Over 670 people attended the Birdwood lecture, dedicated to Lt Col Gordon Birdwood, our Deputy Chairman, who died suddenly in 2017. For the first time a selected number of schools were invited, and the Society was pleased to see that over 80 sixth formers were able to attend - and they asked more than their fair share of questions!

John Grandy, Chairman RHS commented: ‘The Birdwood lecture raised over £20,000 for the Society, thanks to the impressive number of tickets sold and the numerous donations made. Funding is essential if the Society is to keep up with the increasing pace of nominations for bravery, and for the saving of a life, that we have witnessed over the past two years. We are most grateful for the continued support of our governors, our friends, the many organisations that help, and for the significant contribution made by police forces across the UK and Northern Ireland’.

We shall soon be selecting a date for next year’s Birdwood lecture – please keep an eye on the RHS website for details.

Royal Humane Society Visit to Marine Police Unit – Wapping High Street

Following a chance meeting with members of the Marine Police Unit at a Metropolitan Police Service awards ceremony (at which some RHS awards were made), we were offered the chance to visit their station at Wapping High Street.

The MPU polices about 47 miles of the River Thames between Hampton Court in the west and Dartford Creek in the east. It has 22 vessels at its disposal, and also provides support to the rest of the Metropolitan Police and to the City of London Police when dealing with incidents in or around any waterway in London. It also has a specialist underwater and confined-spaces search team which operates throughout the Metropolitan Police area. The MPU has officers who are trained in rope access techniques and trained to carry out searches and counter demonstrator operations at height.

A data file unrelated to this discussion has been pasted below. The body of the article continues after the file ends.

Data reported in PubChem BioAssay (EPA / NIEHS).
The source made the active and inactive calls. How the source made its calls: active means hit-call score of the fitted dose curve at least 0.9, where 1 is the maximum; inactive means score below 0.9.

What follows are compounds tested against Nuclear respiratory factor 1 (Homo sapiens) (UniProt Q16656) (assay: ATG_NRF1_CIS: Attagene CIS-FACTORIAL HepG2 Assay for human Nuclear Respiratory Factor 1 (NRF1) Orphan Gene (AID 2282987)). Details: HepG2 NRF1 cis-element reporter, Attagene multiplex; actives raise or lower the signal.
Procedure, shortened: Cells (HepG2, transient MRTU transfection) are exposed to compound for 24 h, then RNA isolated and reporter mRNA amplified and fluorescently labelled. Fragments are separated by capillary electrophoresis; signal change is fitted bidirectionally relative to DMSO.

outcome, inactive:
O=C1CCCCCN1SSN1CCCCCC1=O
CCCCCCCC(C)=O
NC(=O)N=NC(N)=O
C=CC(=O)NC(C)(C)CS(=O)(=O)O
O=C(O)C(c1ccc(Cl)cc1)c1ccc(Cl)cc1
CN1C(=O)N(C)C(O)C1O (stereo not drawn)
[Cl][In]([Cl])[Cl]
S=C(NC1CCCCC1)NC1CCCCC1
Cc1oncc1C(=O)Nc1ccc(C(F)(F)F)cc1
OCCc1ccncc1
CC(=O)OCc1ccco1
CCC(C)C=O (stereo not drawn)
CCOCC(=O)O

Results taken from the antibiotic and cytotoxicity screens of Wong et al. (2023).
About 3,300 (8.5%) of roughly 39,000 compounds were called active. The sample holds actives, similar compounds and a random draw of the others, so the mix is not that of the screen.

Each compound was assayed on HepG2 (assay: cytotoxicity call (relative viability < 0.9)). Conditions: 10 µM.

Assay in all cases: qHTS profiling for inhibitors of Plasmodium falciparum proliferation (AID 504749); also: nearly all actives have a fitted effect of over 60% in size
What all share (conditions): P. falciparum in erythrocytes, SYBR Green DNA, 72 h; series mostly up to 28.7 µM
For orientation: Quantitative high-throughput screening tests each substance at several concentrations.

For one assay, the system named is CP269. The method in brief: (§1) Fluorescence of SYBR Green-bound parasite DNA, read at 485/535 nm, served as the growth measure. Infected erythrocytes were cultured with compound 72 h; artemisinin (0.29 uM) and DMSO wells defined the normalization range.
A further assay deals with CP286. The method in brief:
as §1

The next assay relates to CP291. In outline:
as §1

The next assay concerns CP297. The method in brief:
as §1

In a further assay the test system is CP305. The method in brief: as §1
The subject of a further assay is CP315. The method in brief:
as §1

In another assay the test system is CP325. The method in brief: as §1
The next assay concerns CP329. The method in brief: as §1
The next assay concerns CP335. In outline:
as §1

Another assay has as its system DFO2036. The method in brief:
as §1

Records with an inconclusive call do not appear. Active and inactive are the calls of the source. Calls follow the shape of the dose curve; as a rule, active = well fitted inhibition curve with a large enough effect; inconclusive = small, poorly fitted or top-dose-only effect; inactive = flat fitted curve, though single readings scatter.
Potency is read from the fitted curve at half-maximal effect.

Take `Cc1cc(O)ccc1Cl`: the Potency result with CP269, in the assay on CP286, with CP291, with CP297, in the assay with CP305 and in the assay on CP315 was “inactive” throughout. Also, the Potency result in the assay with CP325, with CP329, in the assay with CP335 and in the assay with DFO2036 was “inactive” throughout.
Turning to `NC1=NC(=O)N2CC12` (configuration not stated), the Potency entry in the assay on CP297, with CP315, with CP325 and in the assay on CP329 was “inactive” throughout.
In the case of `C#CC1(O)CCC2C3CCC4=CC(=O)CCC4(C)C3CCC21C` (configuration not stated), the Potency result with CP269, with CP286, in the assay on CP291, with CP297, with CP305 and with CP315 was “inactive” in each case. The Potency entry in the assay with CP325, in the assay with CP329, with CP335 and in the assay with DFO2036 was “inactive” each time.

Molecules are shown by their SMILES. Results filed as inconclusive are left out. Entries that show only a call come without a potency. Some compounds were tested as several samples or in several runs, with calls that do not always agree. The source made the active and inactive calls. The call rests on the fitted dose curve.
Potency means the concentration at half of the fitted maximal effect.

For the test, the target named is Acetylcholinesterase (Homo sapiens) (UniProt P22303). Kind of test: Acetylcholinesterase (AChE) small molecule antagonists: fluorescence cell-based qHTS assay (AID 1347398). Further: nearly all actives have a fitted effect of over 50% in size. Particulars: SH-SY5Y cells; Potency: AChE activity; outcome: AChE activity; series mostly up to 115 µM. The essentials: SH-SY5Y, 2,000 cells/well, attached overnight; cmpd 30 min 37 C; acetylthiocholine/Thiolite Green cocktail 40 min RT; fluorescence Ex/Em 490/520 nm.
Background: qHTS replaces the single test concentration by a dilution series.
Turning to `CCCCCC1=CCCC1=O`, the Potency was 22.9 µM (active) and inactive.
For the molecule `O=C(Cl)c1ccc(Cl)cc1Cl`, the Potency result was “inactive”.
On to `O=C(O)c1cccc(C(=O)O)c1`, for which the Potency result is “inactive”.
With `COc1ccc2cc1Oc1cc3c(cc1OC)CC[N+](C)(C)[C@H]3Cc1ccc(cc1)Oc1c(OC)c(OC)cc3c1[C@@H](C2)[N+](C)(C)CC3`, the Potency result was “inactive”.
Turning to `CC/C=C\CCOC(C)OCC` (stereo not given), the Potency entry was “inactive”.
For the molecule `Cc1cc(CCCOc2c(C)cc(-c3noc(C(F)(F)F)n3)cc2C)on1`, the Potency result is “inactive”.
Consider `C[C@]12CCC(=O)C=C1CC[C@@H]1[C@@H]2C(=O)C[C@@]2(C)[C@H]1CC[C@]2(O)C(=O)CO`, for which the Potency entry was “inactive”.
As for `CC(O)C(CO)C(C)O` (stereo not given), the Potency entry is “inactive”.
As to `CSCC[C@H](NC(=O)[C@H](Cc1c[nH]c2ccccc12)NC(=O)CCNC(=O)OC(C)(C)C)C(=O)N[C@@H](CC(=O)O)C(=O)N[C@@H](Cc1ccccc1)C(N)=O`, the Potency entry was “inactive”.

A lucky group of RHS trustees and governors spent a fascinating afternoon with the MPU looking at exhibits in their small but unique museum, followed by an exhilarating trip out on the Thames in a Fast Patrol Boat crewed by PC Paul Mihill, PC Justin Withers, and  PC Jane Friar.

We sped down river to the Thames Barrier, before returning upstream as far as Lambeth Bridge. We were given a unique insight into how the MPU police the River; they provide an active response to terror attacks (MPU played a key role in the London Bridge attacks last year), they routinely search vessel for drugs and contraband; and they prevent a significant number of suicides each month. Unfortunately, they are also responsible for recovering too many bodies from the water.


RHS Diary – Forthcoming Awards Meetings and Events

4 Dec 18 Awards Ceremony – Haberdashers’ Hall
10 Jan 19 Awards Meeting - Apothecaries’ Hall – List closes 1 Dec 18
11 Apr 19 Awards Meeting - Apothecaries’ Hall – List closes 14 Mar 19
30 May 19 Annual General Court – Haberdashers’ Hall
11 Jul 19 Away Day Awards Meeting – location TBC- List closes13 Jun 19
10 Oct 19 Awards Meeting - Apothecaries’ Hall – List closes 12 Sep 19
12 Nov 19 Birdwood Lecture – Fundraising event (date TBC)
20 Nov 19 Stanhope Gold Medal Meeting – Fishmongers’ Hall